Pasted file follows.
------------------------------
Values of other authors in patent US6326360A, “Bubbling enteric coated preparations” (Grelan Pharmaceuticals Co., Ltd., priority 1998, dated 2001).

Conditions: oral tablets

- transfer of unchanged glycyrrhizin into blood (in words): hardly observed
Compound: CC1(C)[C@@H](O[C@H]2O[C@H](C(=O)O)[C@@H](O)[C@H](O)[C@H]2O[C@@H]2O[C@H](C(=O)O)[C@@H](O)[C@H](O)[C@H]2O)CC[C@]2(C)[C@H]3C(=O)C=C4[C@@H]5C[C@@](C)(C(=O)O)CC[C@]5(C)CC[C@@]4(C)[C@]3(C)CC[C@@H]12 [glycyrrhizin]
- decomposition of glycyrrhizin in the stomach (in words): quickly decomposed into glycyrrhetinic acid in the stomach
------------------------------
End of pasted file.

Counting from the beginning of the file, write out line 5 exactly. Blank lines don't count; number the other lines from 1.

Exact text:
- decomposition of glycyrrhizin in the stomach (in words): quickly decomposed into glycyrrhetinic acid in the stomach